NORFOLK, Va. - "Disappointed" is how some people in Hampton Roads describe how they feel when it comes to Jussie Smollett and the latest news surrounding him.
The letdown comes after the "Empire" star turned himself in to authorities Thursday morning after substantiated evidence seemed to go against his claims that he was a victim of a hate crime.
Smollett is now being charged with a felony of filing a false police report.
Some people in Norfolk say they feel as if this incident is going to make racial tensions worse, and create more divisions for people of color and people in the LGBT community.
“He kind of betrayed us in a sense. It’s just really sad. I feel bad for victims that really go through this type of injustice," said Norfolk resident Iisha Brown.
The CEO of LGBT Life Center in Norfolk, Stacie Walls-Beegle, said the Jussie Smollett incident is a setback because you want to believe the best in people.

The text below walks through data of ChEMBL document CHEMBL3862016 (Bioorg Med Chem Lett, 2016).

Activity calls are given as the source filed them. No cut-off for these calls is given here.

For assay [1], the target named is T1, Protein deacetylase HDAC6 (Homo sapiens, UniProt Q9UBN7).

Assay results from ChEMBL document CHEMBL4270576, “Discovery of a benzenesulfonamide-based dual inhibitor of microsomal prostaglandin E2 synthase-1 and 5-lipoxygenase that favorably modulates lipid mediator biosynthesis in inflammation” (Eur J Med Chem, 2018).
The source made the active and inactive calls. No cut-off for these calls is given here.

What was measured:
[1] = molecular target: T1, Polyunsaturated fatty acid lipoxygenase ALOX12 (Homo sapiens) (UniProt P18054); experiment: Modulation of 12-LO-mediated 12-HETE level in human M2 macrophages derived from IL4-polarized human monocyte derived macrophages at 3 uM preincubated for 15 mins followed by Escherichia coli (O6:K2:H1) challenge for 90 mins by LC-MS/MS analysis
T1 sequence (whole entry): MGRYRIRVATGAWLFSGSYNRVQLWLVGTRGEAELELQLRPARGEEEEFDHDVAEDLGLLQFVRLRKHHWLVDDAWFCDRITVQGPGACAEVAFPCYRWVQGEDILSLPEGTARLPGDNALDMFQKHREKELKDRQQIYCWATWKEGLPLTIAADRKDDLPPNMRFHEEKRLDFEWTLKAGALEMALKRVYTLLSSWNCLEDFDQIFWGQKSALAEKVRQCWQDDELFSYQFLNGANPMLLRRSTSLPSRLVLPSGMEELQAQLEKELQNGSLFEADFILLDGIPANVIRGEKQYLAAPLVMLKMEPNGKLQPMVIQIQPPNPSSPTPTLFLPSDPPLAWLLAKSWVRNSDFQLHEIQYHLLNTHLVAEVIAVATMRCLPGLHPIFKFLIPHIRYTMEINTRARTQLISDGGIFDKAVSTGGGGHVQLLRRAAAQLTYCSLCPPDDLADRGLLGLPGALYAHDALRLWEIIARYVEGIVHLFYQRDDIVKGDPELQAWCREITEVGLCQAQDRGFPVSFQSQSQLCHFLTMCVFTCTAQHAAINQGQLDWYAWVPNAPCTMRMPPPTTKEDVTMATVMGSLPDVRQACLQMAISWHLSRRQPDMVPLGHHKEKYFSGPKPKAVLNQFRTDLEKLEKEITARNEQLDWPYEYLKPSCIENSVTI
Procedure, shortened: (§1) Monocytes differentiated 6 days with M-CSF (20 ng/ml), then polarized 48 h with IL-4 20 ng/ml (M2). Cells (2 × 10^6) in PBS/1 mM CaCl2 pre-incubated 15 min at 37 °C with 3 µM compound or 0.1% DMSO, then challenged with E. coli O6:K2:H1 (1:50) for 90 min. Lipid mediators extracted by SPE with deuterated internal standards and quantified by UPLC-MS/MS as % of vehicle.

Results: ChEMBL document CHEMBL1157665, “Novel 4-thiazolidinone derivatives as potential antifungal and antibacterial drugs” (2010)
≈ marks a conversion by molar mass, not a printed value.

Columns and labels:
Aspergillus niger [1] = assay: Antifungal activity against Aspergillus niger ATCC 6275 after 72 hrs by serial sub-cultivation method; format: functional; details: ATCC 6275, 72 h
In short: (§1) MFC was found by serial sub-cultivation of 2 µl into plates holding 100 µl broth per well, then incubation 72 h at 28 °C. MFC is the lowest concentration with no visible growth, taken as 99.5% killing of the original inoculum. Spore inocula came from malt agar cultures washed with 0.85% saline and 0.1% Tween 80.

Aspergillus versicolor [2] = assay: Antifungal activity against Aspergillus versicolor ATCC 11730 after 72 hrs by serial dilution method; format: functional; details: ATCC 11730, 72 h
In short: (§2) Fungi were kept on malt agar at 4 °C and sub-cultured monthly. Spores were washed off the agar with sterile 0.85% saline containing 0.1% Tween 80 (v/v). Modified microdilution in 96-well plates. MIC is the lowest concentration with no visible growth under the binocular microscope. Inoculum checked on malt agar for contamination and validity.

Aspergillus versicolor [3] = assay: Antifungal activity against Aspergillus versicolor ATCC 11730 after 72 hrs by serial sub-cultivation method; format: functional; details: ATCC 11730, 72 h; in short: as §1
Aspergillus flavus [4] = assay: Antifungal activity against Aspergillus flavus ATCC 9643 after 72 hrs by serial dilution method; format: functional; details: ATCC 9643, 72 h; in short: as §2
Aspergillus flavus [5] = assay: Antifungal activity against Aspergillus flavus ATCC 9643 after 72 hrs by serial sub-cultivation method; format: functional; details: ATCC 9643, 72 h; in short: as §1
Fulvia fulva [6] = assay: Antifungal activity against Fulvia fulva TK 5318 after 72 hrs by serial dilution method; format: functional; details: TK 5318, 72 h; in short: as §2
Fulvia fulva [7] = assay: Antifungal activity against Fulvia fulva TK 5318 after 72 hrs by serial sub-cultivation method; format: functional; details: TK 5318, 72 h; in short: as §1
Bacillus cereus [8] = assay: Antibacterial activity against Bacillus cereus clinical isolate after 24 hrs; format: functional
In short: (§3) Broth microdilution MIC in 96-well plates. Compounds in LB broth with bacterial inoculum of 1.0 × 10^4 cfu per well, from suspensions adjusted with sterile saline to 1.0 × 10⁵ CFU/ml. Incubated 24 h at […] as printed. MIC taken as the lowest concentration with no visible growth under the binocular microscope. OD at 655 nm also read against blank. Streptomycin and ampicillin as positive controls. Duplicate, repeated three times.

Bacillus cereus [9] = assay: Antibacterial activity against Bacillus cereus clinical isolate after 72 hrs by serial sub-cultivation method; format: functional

“There are people in the community who have a platform, and it’s sad to see when you have that privilege you take advantage of it. If that’s what happened here, that’s a sad thing and it lets us all down," Walls-Beegle said.
Walls-Beegle says now people may have a hard time coming forward in fear of others not believing them. But, she also says this high-profile case should not deter victims of hate crimes from speaking up.
“All of us need to believe people when they say it and make it the most safe environment for them possible to report something that happens," Walls-Beegle said. "For LGBT people, for people of color, for transgender people. We need to believe them when they say they’ve been offended and when they say they’ve been hurt.”
People at the LGBT Life Center say it’s important for victims of hate crimes to know there are resources and counseling services available so that victims can find help and report the crimes in a safe place.